With just 324 residency-for-investment visas (the so-called golden visa) issued in a year, critics are wondering whether the visa is priced too high.
When the Spanish government announced its golden visa programme in the summer of 2013, many agents were disappointed that it was set at €500,000, rather than the €160,000 that had been proposed. With only six visas being issued on average each week since the launch, and only 72 since May, at a total investment of €256million, the critics seem to have a point.
While Spain has issued 324 in the year, over the past two years Portugal has issued 1,650 visas on its scheme, bringing in nearly a billion euros in investment, the vast majority of it in property. Although this also starts at €500k, Portugal offers other tax advantages to overseas buyers on top of this. Other visas are considerably cheaper – in Greece non-EU nationals can get citizenship for themselves, their children and parents for buying property worth just €250,000, while Latvia offers residency (and access to all 25 Schengen countries) for €150,000.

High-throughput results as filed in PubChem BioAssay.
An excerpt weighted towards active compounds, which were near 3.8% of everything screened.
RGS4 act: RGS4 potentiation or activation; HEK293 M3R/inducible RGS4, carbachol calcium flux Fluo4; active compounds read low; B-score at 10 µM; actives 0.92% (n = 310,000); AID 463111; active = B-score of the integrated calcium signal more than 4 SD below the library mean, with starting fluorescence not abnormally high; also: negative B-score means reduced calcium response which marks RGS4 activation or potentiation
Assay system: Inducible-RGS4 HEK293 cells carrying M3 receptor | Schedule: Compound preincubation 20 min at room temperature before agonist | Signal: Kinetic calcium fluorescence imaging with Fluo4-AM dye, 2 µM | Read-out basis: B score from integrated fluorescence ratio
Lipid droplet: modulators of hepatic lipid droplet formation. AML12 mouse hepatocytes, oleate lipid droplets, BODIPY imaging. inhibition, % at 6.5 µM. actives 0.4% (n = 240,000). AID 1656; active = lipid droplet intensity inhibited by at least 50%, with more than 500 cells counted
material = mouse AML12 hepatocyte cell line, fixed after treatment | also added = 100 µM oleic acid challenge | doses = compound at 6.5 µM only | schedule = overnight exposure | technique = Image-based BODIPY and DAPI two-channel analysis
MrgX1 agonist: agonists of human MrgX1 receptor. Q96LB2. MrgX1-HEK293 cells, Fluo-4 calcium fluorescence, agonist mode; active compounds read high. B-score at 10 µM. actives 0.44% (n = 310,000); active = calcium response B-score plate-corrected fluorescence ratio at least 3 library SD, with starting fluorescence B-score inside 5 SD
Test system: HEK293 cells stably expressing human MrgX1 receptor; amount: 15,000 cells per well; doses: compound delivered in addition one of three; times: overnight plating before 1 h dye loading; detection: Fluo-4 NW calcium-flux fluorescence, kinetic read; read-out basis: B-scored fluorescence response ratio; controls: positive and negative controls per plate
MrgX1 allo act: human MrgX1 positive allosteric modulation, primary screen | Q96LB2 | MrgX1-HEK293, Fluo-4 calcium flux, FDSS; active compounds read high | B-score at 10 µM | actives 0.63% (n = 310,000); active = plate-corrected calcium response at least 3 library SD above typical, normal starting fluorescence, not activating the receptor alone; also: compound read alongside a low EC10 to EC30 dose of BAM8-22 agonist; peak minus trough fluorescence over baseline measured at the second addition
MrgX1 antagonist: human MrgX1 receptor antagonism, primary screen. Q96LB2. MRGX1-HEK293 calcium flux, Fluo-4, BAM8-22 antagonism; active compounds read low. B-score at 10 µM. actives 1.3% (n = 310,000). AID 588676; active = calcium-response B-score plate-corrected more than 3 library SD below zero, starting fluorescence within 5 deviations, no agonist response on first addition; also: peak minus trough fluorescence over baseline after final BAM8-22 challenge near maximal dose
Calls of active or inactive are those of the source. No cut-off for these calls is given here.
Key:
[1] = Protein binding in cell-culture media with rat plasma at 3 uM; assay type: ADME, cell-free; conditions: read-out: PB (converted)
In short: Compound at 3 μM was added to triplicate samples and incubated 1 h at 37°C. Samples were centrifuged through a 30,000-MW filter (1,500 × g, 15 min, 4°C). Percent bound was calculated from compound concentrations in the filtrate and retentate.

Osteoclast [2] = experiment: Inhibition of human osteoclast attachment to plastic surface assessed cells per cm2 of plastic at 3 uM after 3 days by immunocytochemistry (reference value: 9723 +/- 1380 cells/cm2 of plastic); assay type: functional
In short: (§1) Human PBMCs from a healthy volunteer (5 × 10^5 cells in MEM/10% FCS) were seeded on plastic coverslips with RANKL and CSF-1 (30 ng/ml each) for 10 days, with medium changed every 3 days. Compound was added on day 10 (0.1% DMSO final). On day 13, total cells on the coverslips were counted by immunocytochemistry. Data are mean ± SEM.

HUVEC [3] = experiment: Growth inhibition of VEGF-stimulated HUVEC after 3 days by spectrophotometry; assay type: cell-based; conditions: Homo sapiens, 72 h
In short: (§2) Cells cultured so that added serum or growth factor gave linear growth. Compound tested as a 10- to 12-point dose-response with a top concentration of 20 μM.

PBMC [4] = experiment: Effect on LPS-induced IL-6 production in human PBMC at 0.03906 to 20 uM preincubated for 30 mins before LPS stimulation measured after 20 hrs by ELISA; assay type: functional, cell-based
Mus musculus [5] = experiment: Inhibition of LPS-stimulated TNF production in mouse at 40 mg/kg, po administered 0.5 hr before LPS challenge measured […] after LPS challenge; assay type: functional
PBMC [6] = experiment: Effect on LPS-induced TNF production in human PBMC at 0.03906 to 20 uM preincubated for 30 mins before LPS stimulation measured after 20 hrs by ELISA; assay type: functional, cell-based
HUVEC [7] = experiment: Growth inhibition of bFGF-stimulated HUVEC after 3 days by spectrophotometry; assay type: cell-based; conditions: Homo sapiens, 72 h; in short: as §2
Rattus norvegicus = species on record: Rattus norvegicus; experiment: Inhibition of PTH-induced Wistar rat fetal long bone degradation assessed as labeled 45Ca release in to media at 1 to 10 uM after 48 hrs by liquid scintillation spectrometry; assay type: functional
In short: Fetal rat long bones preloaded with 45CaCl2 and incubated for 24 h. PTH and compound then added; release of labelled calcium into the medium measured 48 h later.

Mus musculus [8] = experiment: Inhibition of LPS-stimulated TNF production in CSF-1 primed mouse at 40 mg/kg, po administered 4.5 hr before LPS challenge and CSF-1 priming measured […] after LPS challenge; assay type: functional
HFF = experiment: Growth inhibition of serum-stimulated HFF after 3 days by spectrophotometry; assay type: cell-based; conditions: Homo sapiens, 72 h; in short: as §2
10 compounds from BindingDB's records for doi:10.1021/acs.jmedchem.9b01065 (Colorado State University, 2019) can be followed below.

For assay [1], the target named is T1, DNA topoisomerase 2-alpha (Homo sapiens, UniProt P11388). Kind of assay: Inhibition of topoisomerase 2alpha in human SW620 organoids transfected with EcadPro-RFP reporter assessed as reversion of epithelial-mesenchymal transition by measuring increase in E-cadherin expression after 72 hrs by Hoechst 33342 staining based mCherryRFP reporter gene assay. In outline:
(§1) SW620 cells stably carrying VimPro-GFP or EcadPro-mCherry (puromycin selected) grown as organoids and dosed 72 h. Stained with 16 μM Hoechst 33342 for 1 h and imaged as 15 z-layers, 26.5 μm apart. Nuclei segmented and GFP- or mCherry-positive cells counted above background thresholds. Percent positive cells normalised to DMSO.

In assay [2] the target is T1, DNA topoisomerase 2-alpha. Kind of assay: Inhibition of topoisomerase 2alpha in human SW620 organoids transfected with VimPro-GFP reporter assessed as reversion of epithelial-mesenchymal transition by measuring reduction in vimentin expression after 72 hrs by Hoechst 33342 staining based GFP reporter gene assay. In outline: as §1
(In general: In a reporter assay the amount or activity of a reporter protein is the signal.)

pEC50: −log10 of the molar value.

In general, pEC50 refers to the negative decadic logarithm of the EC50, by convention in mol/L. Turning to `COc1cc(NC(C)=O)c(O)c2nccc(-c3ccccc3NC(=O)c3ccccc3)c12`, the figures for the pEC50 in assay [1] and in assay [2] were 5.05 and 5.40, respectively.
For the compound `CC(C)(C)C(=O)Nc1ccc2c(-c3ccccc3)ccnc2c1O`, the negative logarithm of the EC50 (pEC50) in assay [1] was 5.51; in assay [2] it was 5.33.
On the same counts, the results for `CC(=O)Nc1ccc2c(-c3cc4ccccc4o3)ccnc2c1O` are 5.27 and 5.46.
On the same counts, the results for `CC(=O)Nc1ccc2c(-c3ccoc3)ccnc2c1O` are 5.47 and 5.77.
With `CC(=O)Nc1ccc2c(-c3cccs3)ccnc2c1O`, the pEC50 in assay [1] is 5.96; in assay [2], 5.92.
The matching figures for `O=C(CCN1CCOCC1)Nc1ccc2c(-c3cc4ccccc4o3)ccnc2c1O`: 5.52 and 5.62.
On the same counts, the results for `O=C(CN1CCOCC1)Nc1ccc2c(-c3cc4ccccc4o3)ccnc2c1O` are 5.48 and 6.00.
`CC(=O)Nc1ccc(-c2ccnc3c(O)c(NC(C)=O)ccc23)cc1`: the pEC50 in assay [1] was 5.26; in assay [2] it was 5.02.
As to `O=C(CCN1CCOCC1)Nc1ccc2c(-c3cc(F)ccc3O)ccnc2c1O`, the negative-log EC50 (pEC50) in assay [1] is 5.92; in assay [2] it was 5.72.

Should Spain be disappointed? Not yet, according to Alex Vaughan from agent Lucas Fox in Barcelona, who told The Local newspaper that “The numbers are comparable with Portugal in the first year of their Golden Visa programme, but given the current interest in Spanish property we believe that these numbers should increase significantly for the scheme to be classed as a success.”
A report on the Spanish website 20 Minutos suggested that at least one agent, selling a €400,000 apartment to Russians, was asked to state that it as in fact being sold for €500,000, while others were raising the genuine price when selling to non-EU buyers who might want a visa. It was because of the negative publicity surrounding foreign buyers in London raising property prices that the UK government recently removed the property-buying component of its own Tier One visa.
By Christopher Nye, Editor, OPP Magazine